MANHATTAN — The number of packages delivered to Murray Hill’s New York Tower swells to 400 to 500 per day, said doorman and porter Juan Gutierrez.
The number of daily deliveries has nearly doubled at the 510-unit luxury rental since he started working there 5 years ago, he estimated.
“People get a lot of clothing from Amazon and Rue La La. They get baby strollers, toys, electronics. It’s crazy: we get sleeper sofas and dressers — something they should get delivered when they’re home,” Gutierrez said. “We have a small package room, and we use the service entrance this time of year. We do what we can.”
As much as New Yorkers might adore buying local, many shop online whether for groceries, clothes, toilet paper and — increasingly — for big-ticket items like rugs and mattresses. Boxes are piling up in lobbies and vestibules across the city, and buildings are grappling with how to meet the growing space demands for deliveries.
This is, of course, easier for full-service buildings — and many are being retrofitted to expand package rooms.
New York Tower, for instance, has an online communication system where they scan an incoming package and alert the tenant to pick it up, but things do get backlogged this time of year, Gutierrez noted. The building is considering bringing on seasonal helpers to assist with the intake and organizing of all the packages and might even expand its package room to accommodate the boxes moving forward.
In new buildings, many developers are making sure package rooms are part of the design, but in many existing walk-ups or non-doorman buildings, solutions are trickier.
A growing number of developers are considering package lockers which keep deliveries secure until residents, who receive a text with a unique access code, can pick them up.
Often, however, residents are left to figure out how to receive packages on their own. For some that means getting deliveries, when they’re small enough, at their offices and then schlepping them home on the train.
The United Parcel Service is also trying to make it easier through programs like UPS Access Points, where local small businesses will accept packages and hold them for consumers who live or work near them, and My Choice, which sends a proactive email alerting a person as to when a delivery will be attempted and allows for the package to be re-routed to a different location before it arrives.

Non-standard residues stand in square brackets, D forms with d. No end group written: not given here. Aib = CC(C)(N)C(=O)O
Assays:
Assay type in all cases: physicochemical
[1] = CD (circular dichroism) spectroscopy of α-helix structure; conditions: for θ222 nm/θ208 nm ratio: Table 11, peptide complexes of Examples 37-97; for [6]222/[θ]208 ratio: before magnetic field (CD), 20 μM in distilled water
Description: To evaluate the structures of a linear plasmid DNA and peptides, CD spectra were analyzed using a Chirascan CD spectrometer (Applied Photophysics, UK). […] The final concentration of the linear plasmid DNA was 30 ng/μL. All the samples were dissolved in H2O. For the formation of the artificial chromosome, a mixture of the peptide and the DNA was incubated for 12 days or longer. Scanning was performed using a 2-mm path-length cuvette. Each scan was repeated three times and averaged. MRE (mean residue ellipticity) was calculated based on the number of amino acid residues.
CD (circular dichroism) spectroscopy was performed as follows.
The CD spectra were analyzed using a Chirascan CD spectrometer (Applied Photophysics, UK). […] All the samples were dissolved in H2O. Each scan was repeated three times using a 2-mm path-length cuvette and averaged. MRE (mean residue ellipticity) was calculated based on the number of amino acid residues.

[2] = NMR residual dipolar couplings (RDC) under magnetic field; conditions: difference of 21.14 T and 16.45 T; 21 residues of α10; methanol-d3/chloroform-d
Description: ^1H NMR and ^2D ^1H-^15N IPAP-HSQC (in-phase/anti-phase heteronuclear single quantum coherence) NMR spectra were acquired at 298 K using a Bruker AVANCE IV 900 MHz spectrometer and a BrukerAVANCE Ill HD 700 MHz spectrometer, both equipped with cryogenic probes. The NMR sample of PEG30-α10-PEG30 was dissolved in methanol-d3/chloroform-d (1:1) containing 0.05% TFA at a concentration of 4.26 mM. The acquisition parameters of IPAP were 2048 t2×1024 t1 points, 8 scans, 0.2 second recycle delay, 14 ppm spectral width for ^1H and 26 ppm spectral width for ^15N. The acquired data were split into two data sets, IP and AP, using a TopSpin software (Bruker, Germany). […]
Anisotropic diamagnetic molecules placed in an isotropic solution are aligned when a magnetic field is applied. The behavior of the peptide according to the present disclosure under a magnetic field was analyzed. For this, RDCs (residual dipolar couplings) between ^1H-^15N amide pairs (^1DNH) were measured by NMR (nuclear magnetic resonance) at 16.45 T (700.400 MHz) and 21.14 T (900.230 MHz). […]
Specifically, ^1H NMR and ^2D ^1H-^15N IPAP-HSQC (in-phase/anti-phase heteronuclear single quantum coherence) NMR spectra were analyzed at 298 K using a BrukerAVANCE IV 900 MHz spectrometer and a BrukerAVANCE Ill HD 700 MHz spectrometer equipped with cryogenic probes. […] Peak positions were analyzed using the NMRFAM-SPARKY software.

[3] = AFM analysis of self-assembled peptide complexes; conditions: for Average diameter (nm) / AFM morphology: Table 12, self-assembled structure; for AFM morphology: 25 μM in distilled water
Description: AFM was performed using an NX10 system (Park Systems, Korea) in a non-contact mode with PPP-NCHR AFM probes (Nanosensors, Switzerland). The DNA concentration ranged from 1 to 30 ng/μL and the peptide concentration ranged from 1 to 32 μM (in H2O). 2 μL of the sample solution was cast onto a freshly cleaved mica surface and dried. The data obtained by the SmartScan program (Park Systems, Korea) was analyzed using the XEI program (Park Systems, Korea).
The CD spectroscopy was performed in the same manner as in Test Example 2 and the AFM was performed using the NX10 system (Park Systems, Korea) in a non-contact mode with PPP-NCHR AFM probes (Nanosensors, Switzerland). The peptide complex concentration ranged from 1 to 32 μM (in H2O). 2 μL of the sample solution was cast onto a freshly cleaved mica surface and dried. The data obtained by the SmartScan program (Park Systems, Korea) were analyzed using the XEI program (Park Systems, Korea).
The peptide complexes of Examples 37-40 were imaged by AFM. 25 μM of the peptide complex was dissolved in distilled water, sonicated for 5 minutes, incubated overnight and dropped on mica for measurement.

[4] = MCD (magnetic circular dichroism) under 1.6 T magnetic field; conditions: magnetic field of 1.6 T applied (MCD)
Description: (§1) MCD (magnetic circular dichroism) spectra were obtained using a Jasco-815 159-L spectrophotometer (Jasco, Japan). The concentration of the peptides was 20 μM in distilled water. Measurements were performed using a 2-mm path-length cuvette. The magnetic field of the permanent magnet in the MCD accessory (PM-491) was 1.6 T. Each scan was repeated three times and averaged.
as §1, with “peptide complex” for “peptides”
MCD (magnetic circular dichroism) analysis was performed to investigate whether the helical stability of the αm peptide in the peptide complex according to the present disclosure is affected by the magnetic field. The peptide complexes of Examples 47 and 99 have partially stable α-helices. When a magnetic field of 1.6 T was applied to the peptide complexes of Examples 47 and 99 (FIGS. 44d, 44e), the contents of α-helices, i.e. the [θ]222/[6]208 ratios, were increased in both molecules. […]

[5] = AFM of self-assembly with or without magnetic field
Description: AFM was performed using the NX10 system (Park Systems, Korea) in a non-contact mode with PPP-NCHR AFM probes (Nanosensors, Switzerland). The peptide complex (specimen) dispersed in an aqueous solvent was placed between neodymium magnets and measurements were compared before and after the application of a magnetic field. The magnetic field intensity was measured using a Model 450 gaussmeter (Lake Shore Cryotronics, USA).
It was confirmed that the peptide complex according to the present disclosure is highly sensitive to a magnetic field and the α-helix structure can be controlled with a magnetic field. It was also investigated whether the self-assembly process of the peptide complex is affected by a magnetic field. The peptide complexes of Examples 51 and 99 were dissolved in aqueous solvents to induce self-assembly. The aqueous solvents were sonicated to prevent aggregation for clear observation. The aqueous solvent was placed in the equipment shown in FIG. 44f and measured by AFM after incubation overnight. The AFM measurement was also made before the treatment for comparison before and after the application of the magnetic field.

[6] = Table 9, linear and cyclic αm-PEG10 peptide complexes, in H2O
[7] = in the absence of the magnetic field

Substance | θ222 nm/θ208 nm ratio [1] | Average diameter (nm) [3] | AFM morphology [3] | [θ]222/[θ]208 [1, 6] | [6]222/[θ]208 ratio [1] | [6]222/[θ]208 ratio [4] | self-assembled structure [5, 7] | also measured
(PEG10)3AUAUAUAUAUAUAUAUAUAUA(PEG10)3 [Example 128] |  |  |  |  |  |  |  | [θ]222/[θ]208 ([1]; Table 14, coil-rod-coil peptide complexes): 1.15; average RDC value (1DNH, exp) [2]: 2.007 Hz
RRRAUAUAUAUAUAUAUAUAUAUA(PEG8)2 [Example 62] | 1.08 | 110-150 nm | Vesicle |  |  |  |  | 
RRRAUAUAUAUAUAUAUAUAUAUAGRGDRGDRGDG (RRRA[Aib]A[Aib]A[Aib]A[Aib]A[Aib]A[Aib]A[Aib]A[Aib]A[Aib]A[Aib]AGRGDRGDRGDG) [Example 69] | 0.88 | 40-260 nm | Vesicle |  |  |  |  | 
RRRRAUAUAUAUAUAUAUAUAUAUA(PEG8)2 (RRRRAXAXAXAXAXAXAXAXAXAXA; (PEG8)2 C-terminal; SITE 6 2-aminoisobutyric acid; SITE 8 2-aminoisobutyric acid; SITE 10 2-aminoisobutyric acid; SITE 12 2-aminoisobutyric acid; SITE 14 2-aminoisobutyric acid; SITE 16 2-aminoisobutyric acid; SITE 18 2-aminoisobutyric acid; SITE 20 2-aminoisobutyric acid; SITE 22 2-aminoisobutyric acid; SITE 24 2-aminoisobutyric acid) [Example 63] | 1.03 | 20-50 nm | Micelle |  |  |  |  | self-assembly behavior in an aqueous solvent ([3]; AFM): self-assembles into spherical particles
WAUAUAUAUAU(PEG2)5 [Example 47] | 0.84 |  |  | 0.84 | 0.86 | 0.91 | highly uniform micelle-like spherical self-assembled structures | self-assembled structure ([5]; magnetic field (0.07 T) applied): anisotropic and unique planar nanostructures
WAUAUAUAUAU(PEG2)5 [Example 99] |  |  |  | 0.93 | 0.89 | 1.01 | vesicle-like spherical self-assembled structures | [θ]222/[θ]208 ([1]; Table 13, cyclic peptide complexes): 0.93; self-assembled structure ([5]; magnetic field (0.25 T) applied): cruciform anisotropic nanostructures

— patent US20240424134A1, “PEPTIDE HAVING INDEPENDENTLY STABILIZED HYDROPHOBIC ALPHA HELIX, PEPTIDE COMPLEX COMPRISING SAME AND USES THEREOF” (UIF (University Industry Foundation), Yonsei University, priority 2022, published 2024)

“Online shopping has made things so much quicker and easier, but it is causing a backlog of boxes,” said Kathy McFarland, a broker with Engel & Volkers. “It’s unsightly."
At her full-service rental on West 56th Street, the building is planning to build out the closet behind the concierge to accommodate more packages. A nearby building on West 52nd Street, she said, also has such an expansion underway.
“They made a small cabinet for packages and a hanging area for dry cleaning in 2006, based on the norm at the time,” she said. “Now everything is coming via box.”
At the nearly finished 34-unit eco-friendly rental building rental in Hamilton Heights called Perch Harlem there will be a virtual doorman — someone off site who can buzz delivery workers in — and a dedicated room in the basement that’s about 150 square feet to store packages.
“Every developer has to consider [packages] for any residential project now,” Justin Palmer, CEO of Synapse Development Group, whose team is taking things one step further, Synapse is also partnering with Hello Alfred, a butler service, where renters can come home to their boxes unpacked.
“We thought about it from the perspective of maximizing one’s lifestyle [and] maximizing their comfort,” Palmer said.
The ability to get your packages, he added, shouldn’t be considered a luxury, rather it should be an expected convenience.
“You don’t want to hear that your package couldn’t get delivered,” he said.
The new rental building on Astoria’s waterfront known as Graffiti House — an homage to Long Island City's former graffiti mecca 5Pointz — will have a smartphone app for residents in its 28 units enabling them to grant access to any deliveryman at any time regardless of their location to put things in the package room or cold storage, according to the building’s representatives.
When working with would-be renters at buildings that have no way for tenants to get packages during the work day, David Mathews, marketing director of Mdrn. Residential, said his firm’s brokers educate them about the apps and other services.
“Many residents don't know they exist,” he said. “I do my best to get our agents to introduce the third party services to our clients to make a building more appealing as an option, particularly so if it's a walk-up.”
Landlords know they have to catch up to the times, he added.
“Existing buildings who have underused space could ideally build out package rooms if short-term cost isn't an issue,” he said.
A survey in August from the trade publication Multi-Family Executive found that nearly 17 percent of respondents — some 22,800 renters — receive five to 10 packages a month. That number likely doubles in December.
More than a quarter of respondents had experienced problems or inefficiencies with receiving packages.
UPS makes three delivery attempts for each package before sending the customer a post card requesting they come pick it up at a company facility.
“Some apartment buildings do have arrangements where we can leave packages with a building manager or in a ‘package room,’ but many do not,” UPS spokesman Dan McMackin said. “An all-together different solution is to have packages shipped to where you are, not where you aren’t — so have them sent to where you work, or to a relative or neighbor who is always home.”